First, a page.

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I'm coming home

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I'm coming home

In just under a week I'll be on a plane back to the U.S., ending one of the most incredible years of my life. Trying to sort out a year of memories and experiences is futile, but here are a few things I've already realized: 

The people were even better. I got to meet some of the most playful and generous people on this planet. In the midst of reading about all that is going on in Paris, Beirut, Nepal, and Syria, despite all of the horrific things that have happened, I am still convinced that this world is full of good people. People whose kindness and compassion blew me away. I was given the benefit of a doubt from Vietnamese who suffered in the war. I was invited into someone's home that was the size of my bedroom growing up. I was given couches, equipment, food, directions, hugs, and so much encouragement from strangers. People are incredible and I can only hope to pay it forward someday when I have a home. 

The adventures were way bigger. Last week I ran with (okay, away from) a bull with flaming horns in Spain. I will never forget what it felt like to trek with a 15 kilo pack to 5,416 meters, or to wake up on a mountain in the Austrian Alps the morning of my birthday. I got to climb the longest routes of my life in the Dolomites and Arco, care for 433 wild dogs in Thailand, swim in waterfalls in Laos, jump off a moving train in Prague, compete and actually place in a climbing competition in Kathmandu, trek in the Laotian jungle, the high Tatras, the Alps, and the Himalayas, and volunteer with the most inspiring organization I've seen in a long time in Nepal. 

And the hard times were worse than I imagined. I struggled with being developing country sick, injured, exhausted, more lonely than I've ever felt in my life, and injured again. I've had bed bugs, wiped out on my motorbike, almost drowned in a tunnel in Vietnam, fainted a few times, had a lung infection (maybe altitude sickness, actually?) at altitude, left my purse on a train, slept on the sidewalk, cried every time my tendinitis kept me from climbing, unknowingly hosted generations of lice in my hair for a month, and shit my pants in public...twice. 

Even though there are always going to be more places I want to explore, I couldn't be more ready to see my family and friends again. Truthfully, I can't wait to settle down and have things like a toothbrush cup, mugs, books, a dresser, a bike, a garden, and heaps of chipotle. America, you're beautiful. 

I don't know what's next or where's next yet and that scares me. So don't ask about that yet, just for now join me in saying, holy shit this happened. Thank you for believing that it would happen and for encouraging me along the way. Thank you, thank you, a million times, thank you.

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this is empathy

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this is empathy

And you’re traveling by yourself? Aren’t you scared?
— pretty much every taxi driver, server, barista, person sitting by me on a bus or train

Scared? No. Wait, what? Crap. Should I be scared? What do they know that I don't? 

But then that same woman that asked me that question proceed to show me exactly I don't need to be scared, as they ride one extra stop on the bus to make sure I go the right way down the hidden alleyway to find my hostel in Prague.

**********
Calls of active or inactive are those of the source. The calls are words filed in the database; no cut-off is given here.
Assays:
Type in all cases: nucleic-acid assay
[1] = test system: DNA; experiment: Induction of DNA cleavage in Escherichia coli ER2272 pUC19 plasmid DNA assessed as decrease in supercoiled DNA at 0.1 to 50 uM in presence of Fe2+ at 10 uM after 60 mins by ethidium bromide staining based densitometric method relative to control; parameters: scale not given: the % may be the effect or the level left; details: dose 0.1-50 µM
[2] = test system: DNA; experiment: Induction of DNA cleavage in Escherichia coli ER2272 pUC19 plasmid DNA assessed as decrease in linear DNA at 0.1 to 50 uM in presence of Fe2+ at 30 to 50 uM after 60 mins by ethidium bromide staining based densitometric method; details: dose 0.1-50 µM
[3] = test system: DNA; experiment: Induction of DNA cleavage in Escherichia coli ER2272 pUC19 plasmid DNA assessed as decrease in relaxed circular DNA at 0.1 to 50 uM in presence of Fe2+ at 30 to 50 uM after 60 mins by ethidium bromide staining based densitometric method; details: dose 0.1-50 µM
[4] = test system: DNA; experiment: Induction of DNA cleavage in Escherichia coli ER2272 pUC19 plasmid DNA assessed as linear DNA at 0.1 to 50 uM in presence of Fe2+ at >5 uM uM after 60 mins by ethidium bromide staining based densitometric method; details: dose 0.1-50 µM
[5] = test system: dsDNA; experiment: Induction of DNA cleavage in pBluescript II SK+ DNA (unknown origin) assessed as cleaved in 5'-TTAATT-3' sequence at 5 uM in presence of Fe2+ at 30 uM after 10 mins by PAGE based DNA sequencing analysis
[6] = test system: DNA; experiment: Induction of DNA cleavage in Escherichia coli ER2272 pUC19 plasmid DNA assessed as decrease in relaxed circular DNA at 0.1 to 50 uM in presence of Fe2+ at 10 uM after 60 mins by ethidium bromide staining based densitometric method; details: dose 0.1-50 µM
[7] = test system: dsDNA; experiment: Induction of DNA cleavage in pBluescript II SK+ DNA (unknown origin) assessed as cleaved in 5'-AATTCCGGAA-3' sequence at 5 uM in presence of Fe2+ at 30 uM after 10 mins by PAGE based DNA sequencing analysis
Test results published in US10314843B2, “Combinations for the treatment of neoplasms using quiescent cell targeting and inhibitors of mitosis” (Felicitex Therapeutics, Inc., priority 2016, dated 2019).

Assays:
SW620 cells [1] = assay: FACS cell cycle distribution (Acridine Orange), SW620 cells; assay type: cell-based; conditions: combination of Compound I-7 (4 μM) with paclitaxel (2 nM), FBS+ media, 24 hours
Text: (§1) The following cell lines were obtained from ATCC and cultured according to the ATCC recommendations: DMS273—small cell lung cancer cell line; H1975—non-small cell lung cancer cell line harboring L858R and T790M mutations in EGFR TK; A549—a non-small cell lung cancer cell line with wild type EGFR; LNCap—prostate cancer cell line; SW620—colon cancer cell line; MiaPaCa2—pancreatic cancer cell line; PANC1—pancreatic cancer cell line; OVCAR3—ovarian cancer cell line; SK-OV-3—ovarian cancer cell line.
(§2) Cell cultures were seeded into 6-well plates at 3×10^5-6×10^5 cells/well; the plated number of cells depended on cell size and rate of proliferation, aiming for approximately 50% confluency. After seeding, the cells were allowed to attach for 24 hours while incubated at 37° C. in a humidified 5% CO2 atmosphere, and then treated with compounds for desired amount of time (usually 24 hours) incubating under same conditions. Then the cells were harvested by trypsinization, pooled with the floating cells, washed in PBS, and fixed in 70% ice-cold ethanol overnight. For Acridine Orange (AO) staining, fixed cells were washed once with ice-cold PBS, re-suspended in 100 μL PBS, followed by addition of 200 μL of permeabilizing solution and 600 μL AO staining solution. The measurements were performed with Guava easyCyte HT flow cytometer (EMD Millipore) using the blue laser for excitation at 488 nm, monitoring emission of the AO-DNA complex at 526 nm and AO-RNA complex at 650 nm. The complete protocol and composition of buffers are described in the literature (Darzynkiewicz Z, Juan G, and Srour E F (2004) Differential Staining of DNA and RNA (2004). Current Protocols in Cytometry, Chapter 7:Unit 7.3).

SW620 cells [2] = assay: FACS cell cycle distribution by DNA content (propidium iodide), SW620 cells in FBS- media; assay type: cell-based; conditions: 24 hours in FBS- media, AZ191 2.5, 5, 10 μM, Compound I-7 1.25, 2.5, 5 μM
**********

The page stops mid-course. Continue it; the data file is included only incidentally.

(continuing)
And then the girl I sit by on the bus to Berlin tells me about BlaBla car, a cheap ride share around Europe, which ends up saving me loads of money. And then she takes out a pen and paper and writes out common German phrases and coaches me through the pronunciation for the rest of the bus ride.

And then in Slovakia I sit across the train from someone who sketches out a map for me with all of the stops on the train from now until my stop, so I won't second guess the Slovakian announcements. 

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And then when I miss my bus, this sweet couple change my Czech krona for Euro so I can buy a bus ticket and then brings me tea while I wait three hours for the next bus. 

And a hundred more moments like these, of people pointing out cool cafes, historical buildings, taking me out to dinner, to coffee, giving me rides, and connecting me with friends in other cities. And then several times, friends of those friends (who haven't even met me) let me crash in their apartment for a few days.  

And then I count the times I've sat on a bus in Minneapolis next to a non-English speaker, and helped them practice their English. Or sketched out a map for someone who is lost and doesn't speak the language. Or taken the time to stop what I was doing to help someone find the right bus. Am I even noticing these people?

Someday I will have a home, a job, a car, a normal life. And this trip will just be a memory; a collection of stories and photos. I want to store away all of these sweet little moments, these kind faces that have helped me every inch of this trip. 

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photos: slovakia trekking

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photos: slovakia trekking

Tucked in northern Slovakia are the High Tatras, the second highest mountains range in Europe. The hikes here are beautiful, well-maintained, and lined with wildflowers. My first morning in the Tatra's was spent hiking up a beautiful mountain near our hostel, The Ginger Monkey. The Ginger Monkey is one of those hostels that feel more like your friends cabin, where a rainy day just means hanging out on comfy old couches with endless amounts of tea and the full season of How I Met Your Mother.

Yeah, I'd say I lucked out in coming to Slovakia. 

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